Most young folks will only remember Mr. Musberger for two things. his tone-deaf comments regarding OU running back Joe Mixon and his hilarious comments about Katherine Webb, girlfriend of then-Alabama QB A.J. McCarron. And that's too bad. Because for those of us with considerably more gray hair, Musberger WAS sports in an era where we didn't have near the access and outlets we enjoy today.
Back in the old days, major college sports on TV was limited to ABC, CBS and NBC period. Whereas today we have ESPN, ESPN2, ESPNU, WatchESPN, ESPN Classic, Fox, Fox Sports1 & 2, NBCSportsNetwork, CBSSportsNetwork, the regional Fox sport's networks, B1G TV, PAC-12 TV, the SEC Network, the soon-to-be ACC Network, CSN, Root Sports, BeIN sports, the WB and a host of other channels that carry live games, all available through your cable box, dish network, U-verse service or, increasingly, streaming online. And that doesn't include NHL, NBA, NFL and MLB networks, TNT and other outlets for professional sports. There are a bunch more sports available for live viewing today than there has ever been in the past. This is a good thing.
It also means that the audience for live sports is bigger than it's ever been. This is a good thing as well.
A bad thing from this is that the old guard, those that are used to the 'old' way seem to be having a tough time adapting to the new reality of things. As such, it's probably time for them to go. I knew an older gentleman once who had spent his entire life working as a school superintendent where he presided over racial integration efforts and advocated for them. As he got older he never did stop calling Black people "colored". He meant no malice by this and, in fact, when he was much younger this was considered a non-offensive term. But he wasn't on social media, he wasn't trendy and he wasn't up with the politically correct movement. In short, time had passed him by.
Mr. Musberger's comments about Katherine Webb remind me a lot of that man. In that I don't think he meant them to be disparaging but he also didn't really understand the cultural zeitgeist at all. We now live in an age where even compliments toward attractive women are frowned upon, especially coming from men who are old enough to be their grandfathers. We also live in a society where looks are (supposedly) not something that should be taken into account when judging someone. This works better in theory than in practice, but it's there nevertheless.
I think his Mixon comments spring from the same ignorance, although many people have taken it upon themselves to proclaim him a "bad man" without giving it a second thought. The fact is that society has a much healthier attitude towards women, and women's issues, than it has in any time in history. But there are still pockets of resistance on both sides of the aisle. Some of that resistance springs from hate, some from ignorance, and some from just wanting to tear everything down for the spite of it. And those people are sucking up the oxygen in many areas of the discussion.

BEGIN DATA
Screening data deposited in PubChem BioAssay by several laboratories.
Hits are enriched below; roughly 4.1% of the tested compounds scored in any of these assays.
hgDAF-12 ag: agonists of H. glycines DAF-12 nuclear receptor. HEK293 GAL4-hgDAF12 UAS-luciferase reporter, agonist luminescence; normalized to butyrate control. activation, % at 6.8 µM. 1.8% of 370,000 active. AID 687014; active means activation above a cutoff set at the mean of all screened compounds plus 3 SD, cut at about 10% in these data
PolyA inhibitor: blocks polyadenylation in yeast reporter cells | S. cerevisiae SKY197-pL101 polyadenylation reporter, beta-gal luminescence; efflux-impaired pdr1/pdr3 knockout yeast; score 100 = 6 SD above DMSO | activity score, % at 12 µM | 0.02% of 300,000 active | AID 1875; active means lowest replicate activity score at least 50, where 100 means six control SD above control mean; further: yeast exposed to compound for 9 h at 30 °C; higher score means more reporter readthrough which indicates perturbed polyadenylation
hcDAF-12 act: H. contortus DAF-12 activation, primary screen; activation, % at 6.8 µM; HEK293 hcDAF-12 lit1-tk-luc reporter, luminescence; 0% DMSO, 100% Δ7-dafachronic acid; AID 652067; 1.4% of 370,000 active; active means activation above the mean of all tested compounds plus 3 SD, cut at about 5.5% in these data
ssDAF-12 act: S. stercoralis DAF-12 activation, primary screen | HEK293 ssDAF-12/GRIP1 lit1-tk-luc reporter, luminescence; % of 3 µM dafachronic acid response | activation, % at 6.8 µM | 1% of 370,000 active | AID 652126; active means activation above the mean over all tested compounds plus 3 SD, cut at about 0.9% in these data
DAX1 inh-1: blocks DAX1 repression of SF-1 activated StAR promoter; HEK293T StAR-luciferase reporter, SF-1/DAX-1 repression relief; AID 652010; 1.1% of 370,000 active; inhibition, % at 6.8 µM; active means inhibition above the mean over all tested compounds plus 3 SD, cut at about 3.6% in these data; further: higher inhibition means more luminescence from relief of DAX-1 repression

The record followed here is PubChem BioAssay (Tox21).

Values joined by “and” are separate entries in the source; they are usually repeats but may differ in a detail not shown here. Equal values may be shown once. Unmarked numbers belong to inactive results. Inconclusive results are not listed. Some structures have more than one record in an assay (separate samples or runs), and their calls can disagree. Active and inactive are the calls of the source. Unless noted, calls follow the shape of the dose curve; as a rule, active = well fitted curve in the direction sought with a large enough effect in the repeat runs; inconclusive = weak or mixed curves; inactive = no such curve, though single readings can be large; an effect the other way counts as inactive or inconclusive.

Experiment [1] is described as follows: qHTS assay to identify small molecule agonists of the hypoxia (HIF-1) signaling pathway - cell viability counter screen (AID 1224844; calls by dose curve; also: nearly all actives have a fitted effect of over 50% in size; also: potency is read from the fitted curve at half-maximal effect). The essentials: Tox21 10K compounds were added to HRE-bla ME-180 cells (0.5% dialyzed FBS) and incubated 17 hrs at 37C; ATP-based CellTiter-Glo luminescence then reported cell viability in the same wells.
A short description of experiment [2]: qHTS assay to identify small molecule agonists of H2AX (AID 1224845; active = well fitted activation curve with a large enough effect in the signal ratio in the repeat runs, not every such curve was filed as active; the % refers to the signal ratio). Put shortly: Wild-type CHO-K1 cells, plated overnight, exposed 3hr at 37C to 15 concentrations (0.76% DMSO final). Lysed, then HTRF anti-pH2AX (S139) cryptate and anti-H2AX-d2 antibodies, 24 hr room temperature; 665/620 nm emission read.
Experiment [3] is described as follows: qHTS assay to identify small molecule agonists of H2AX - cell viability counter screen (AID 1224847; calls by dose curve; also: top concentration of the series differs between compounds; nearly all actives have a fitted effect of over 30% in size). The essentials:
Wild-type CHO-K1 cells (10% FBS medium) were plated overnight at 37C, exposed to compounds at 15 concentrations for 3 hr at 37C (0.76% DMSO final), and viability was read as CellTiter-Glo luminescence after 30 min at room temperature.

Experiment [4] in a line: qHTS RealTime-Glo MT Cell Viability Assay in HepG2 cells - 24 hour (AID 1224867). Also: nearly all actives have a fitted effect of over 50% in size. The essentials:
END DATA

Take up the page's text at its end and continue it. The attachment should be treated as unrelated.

Sports is one of those areas, where the lynch mob mentality has lead to travesties like the Duke Lacrosse Team, and the win at all costs crowd gave us the tragedy in Baylor and Joe Mixon doing bad things resulting in only token punishment. In both of those cases there were extreme opinions. You would like to think that the truth lies somewhere in the middle. Sadly, as with most things in society these days, it doesn't.
Brent was, ultimately a victim of a society changing (for the better) and him not changing alongside it. ESPN is pinky-swearing that the Mixon backlash has nothing to do with this, but I think we all know better. Musberger's Mixon views meant that he had to go, that he was a man out of time and out of step with popular thought regarding 2nd chances and who should receive them. Fooball, and the people who cover it, still have a long way to go when it comes to women's issues, and it will be the next generation of commentators who are going to have to do a better job negotiating that mine field than the last generation has done.
From a "fan of sports" perspective however I can tell you that I'm bummed . Not because I agree with Musberger on Mixon (I don't, not entirely but that's a different post that I'll probably never write) or because I think hitting a woman is not wrong (I do, in polite society hitting in general is unacceptable) but because I'm going to miss his calls, I'm going to miss "You are looking live" and "our friends in the desert", I'm going to miss his asides and even his awkward moments. I'm going to miss a play-by-play caller who is not so desperately corporate that not toeing the company line is as unthinkable as slandering Nick Saban.
In short, I'm going to miss the personality, and the individuality that Mr. Musberger brought to his calls. I'm going to lament being saddled with the current corporate group of announcers who never say a controversial thing, ever, and whose delivery is somewhat wooden, but solid. I'm going to miss the individuality and 'wow' moments that the great announcers of the past brought to the sports watching experience. I'm going to miss the fun.
So thank you Mr. Musberger, for a lifetime of memorable moments, and doing your best to explain them to me in the most colorful manner possible. On my next trip to Vegas I'm going to look for you, I'm going to introduce myself and offer to buy you a drink. I hope you'll be willing to talk sports and betting and tell Vegas stories to me for a while. Even if I have to buy you two drinks.